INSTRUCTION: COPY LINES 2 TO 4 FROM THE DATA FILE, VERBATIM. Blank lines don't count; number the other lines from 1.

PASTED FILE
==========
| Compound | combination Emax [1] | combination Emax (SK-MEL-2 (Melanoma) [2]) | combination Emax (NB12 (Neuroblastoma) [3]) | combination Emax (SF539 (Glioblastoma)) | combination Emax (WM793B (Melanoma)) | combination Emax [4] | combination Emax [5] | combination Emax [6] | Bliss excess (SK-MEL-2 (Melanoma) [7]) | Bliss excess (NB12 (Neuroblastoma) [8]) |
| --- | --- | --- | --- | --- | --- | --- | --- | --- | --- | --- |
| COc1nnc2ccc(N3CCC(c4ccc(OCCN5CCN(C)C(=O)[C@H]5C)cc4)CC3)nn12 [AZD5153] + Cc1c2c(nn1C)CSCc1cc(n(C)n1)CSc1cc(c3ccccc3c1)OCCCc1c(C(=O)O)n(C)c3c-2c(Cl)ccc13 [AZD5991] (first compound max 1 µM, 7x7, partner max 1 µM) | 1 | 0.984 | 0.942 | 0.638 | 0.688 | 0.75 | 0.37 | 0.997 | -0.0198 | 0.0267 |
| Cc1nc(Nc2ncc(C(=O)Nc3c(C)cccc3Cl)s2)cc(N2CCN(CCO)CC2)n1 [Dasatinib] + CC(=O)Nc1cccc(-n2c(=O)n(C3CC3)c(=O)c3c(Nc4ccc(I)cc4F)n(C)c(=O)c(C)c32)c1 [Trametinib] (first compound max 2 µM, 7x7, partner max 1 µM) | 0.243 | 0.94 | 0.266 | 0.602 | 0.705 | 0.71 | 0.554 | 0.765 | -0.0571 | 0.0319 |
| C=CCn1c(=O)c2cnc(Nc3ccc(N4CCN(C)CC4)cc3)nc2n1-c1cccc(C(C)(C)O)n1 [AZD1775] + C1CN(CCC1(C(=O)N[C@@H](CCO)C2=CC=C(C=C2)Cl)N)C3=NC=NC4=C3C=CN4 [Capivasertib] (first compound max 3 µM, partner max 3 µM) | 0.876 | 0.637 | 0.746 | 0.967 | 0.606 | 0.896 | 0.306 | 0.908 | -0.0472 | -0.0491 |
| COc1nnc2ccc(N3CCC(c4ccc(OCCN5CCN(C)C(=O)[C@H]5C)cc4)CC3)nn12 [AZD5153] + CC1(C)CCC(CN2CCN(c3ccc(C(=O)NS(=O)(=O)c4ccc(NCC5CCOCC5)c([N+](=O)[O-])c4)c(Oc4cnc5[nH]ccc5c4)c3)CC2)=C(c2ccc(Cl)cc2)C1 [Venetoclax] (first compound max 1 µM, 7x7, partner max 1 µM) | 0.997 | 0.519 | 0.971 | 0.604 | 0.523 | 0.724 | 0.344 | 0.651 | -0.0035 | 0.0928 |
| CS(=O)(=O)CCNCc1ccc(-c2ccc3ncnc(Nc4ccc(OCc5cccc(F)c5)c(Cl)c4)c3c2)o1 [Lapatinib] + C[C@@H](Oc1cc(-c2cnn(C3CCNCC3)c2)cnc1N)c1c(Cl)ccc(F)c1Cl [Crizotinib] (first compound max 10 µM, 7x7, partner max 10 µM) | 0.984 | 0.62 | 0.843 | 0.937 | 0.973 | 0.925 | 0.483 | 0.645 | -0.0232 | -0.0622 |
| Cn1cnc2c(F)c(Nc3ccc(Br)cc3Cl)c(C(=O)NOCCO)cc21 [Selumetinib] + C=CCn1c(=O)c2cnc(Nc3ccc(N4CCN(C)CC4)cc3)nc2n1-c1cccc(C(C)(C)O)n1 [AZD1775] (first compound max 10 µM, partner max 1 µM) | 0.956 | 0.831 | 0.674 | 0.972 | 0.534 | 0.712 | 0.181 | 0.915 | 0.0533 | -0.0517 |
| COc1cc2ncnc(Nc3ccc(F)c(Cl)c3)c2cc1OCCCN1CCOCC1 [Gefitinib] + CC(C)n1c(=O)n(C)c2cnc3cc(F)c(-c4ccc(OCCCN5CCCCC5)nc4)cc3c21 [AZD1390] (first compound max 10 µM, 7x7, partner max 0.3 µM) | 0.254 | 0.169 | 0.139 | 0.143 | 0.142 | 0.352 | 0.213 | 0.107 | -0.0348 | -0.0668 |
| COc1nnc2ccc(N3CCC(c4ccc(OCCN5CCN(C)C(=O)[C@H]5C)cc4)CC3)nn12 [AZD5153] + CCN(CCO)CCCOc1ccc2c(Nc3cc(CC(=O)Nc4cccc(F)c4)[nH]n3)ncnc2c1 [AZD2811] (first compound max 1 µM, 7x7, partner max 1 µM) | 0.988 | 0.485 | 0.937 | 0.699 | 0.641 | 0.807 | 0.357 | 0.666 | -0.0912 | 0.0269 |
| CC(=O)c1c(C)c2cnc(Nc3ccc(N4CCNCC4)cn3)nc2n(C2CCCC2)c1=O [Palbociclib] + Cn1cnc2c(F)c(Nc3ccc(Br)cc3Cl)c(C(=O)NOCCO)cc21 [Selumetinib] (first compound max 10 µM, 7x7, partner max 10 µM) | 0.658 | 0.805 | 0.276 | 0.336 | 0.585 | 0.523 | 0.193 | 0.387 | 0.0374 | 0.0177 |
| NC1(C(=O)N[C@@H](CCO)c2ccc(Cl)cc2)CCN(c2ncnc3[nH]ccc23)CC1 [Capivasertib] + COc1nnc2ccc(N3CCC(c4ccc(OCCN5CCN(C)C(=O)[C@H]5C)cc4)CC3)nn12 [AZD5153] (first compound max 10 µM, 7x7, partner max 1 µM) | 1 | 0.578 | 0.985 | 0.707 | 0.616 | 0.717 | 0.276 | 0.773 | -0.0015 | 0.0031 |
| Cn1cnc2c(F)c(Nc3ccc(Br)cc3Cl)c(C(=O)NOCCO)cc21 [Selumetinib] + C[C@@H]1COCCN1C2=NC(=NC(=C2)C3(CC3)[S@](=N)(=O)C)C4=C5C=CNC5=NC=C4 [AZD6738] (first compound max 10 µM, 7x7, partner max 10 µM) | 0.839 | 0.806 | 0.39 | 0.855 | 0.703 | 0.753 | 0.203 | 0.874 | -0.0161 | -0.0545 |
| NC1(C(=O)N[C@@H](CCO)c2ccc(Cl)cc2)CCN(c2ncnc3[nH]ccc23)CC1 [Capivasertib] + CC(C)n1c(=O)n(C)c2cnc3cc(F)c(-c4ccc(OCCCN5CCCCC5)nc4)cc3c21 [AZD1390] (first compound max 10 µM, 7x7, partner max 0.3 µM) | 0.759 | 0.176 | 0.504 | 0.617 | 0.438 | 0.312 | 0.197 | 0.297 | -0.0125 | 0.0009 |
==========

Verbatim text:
| --- | --- | --- | --- | --- | --- | --- | --- | --- | --- | --- |
| COc1nnc2ccc(N3CCC(c4ccc(OCCN5CCN(C)C(=O)[C@H]5C)cc4)CC3)nn12 [AZD5153] + Cc1c2c(nn1C)CSCc1cc(n(C)n1)CSc1cc(c3ccccc3c1)OCCCc1c(C(=O)O)n(C)c3c-2c(Cl)ccc13 [AZD5991] (first compound max 1 µM, 7x7, partner max 1 µM) | 1 | 0.984 | 0.942 | 0.638 | 0.688 | 0.75 | 0.37 | 0.997 | -0.0198 | 0.0267 |
| Cc1nc(Nc2ncc(C(=O)Nc3c(C)cccc3Cl)s2)cc(N2CCN(CCO)CC2)n1 [Dasatinib] + CC(=O)Nc1cccc(-n2c(=O)n(C3CC3)c(=O)c3c(Nc4ccc(I)cc4F)n(C)c(=O)c(C)c32)c1 [Trametinib] (first compound max 2 µM, 7x7, partner max 1 µM) | 0.243 | 0.94 | 0.266 | 0.602 | 0.705 | 0.71 | 0.554 | 0.765 | -0.0571 | 0.0319 |